ián model on the habits, intercourse, and general relations of the people. From the previous character of Tacitus, as a practical politician, it is evident he must have censured, rather than applauded the singular system of the Spartan legislator. He could not approve of a political -plan, which made a whole community barbarous, ignorant, miserable, and proud; and forced the citizens to exist without the -elegant refinements or even the comfortable accommodations of society. In Sparta the institutions and laws were, like those in Crete, most severe, and are thus characterised by Maternus in the Dial. de Orat. Quarum civitatum severissima discifulina et severissimae leges traduntur. In none of the writings of Tacitus does he express any opinion of the policy of Lycurgus, except what may be gathered from the following passage in Ann. 3. 26. He firimo (leges) rudibus Hominum animis, simsilices erant. Marimequefama celebravit Cretensium, quas Minos ; Shartamorum Quas Lycurgus ; ac moa Atheniensibus quaaesitiones jam et filures So-lon frescrifisit. “ Law in its origin was like the manners of the age, plain and simple. Of the several political constitutionsknown in the world, that of Crete established by Minos, that of Sparta by Lycurgus, and that of Athens by Solon, have been chiefly celebrated. In the latter, however, we see simplicity giving way to complication and refinement.” From this passage it cannot be inferred, that Tacitus was particularly averse or attached to the constitution of either legislator, though perhaps a nice reader of Latin might receive from the original an impression more unfavourable to the Spartan establishment, than
is given by the weak and dilated translation of Murphy. It is undeniably true, that Lycurgus mixed the three simple forms into one establishment. It was not indeed perfect. The preservation of the balance of power received no adequate provision. The senate was too powerful; the kings and the Ephori were too weak alone, and the legislator therefore contrived, by the solemnities of religion and the obligation of monthly oaths, to connect the kings and the ephoriin alliance; for the former swore to reverence and observe the constitution and laws of Sparta, and the latter, in their own name and as representatives of the people, swore
to obey the kings, as rulers, judges, and generals, and to preserve in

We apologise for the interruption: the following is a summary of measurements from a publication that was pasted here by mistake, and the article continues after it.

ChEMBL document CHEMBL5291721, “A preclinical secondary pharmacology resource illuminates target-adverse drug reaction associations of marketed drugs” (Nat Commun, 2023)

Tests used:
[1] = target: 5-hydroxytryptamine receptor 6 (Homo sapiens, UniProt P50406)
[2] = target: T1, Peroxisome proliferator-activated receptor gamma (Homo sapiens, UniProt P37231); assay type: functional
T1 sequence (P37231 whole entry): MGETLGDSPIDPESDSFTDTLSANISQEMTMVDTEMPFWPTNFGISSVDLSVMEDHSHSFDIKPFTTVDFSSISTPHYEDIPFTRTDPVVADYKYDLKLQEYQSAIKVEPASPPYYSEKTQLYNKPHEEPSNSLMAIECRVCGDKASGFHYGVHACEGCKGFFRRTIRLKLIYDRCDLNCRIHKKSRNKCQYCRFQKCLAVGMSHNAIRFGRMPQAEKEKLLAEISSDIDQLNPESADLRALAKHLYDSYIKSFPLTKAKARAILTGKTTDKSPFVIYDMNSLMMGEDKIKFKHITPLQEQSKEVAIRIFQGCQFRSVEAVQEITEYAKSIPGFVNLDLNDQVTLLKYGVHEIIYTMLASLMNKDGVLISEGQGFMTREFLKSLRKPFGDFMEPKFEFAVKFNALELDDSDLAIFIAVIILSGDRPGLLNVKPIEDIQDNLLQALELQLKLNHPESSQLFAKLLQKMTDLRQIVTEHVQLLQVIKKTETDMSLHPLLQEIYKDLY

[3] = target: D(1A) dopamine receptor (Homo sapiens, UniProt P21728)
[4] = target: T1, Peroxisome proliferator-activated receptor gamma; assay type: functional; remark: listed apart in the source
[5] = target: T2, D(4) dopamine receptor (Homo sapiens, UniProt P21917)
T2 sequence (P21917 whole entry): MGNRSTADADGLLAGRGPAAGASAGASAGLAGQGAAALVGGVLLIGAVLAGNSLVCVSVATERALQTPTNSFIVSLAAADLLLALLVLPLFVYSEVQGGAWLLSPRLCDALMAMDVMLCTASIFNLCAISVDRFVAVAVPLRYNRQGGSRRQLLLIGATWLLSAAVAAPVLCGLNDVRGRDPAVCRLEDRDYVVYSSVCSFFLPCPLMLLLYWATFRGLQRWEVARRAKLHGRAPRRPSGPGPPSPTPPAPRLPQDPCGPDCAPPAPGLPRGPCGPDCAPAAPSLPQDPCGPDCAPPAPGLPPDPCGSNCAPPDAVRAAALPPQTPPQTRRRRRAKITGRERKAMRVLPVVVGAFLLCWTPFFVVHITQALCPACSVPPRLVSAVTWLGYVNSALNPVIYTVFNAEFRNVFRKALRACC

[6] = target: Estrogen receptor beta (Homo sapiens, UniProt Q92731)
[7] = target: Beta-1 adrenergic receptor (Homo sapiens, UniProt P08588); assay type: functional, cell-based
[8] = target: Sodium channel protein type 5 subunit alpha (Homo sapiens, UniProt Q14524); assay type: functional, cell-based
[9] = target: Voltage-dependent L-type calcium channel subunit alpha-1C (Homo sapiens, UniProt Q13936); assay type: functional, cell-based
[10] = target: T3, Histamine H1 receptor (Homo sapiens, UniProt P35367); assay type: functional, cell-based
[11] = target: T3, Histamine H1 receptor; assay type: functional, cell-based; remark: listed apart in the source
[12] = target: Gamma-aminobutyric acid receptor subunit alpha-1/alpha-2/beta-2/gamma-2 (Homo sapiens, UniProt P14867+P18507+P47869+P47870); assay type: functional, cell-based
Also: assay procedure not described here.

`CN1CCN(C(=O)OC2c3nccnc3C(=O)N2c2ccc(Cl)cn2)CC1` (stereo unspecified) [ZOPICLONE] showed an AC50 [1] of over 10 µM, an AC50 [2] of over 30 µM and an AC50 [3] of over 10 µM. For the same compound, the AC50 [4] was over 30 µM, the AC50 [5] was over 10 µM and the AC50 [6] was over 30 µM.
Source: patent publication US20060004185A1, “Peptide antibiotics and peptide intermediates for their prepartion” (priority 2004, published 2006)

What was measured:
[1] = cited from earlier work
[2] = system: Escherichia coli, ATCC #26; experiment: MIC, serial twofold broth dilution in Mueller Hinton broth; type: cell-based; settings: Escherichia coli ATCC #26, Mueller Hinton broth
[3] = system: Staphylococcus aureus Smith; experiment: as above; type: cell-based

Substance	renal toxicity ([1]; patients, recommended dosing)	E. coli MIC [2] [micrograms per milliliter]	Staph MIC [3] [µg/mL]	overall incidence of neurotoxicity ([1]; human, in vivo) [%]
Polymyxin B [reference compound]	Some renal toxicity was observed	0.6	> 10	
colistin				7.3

hereditary splendour the honours and glory of the descendants of Hercules. By these means, but above all by the civil and municipal regulations relative to strangers, marriage, commerce, agriculture, slaves, &c. &c. Lycurgus restrained his community in tranquillity, gained renown for himself, and preserved the hereditary honours of the illustrious race of Hercules for eight hundred years. But the precincts of Sparta never inclosed the habitation of happiness. Everything was forced,batbarous, and unnatural. Property was violated under the connivance of law, and adultery was sanctioned as the perfection of marriage. The slaves were forced to intoxication for an example to the young Spartans, and their murder was suffered for the incitement of courage and the acquisition of military skill. Study the nature of the Spartan ordinances, read the history of Lycurgus in Plutarch, and you will be astonished at the adoption and continuance of a system, which opposed all the feelings of our common nature, and swept away in its terrible progress all the pardonable prejudices, the amiable sentiments, and the honourable principles of civil life, merely to make giants of the men and Amazons of the women....who should consider war, as the definite object of society, and peace, as the improveable prelude of war. As Polybius among the ancients, to Machiavel among the moderns, has considered the Spartan constitution as a happy combination of tnomarchy, aristocracy, and demoscracy. In C. 2, B. 2, of his discourses on the first decade of Livy, this illustrious Italian, after observing that prudent legislators have endeavoured in their political systemstounite the three simple prinaciples, and consequently to avoid the defects of each, proceeds to remark, tra quelli che hanno fier simili •costituzioni meritato fin laude 2 Li•curgo, il quale ordino in modo le sue •leggi in Sharta, che dando le farte sue aire, agli ottimati, e al flofolo, fece uno stato, the durd flio che otto-cento anni, con summa laude sua, e guiete di quella città. Here the immortal founder of modern poliiticks expressly recognises the diwision of powers in the system of Lycurgus, which had been before extolled by Polybius ; but it may be observed, that his praise is confined to the high renown, which the legislator acquired, to the duration of the scheme, and the tranquillity of Sparta. He does not praise the civil liberty of the citizens, for it did not exist ; he does not honour the international policy, for it was full of intrigue, ambition, and war. A civil community ought to have a social relation to other states. It tought to delight in the interchange of such kind offices as its situation will allow, such as mediation in war, commercial intercourse, and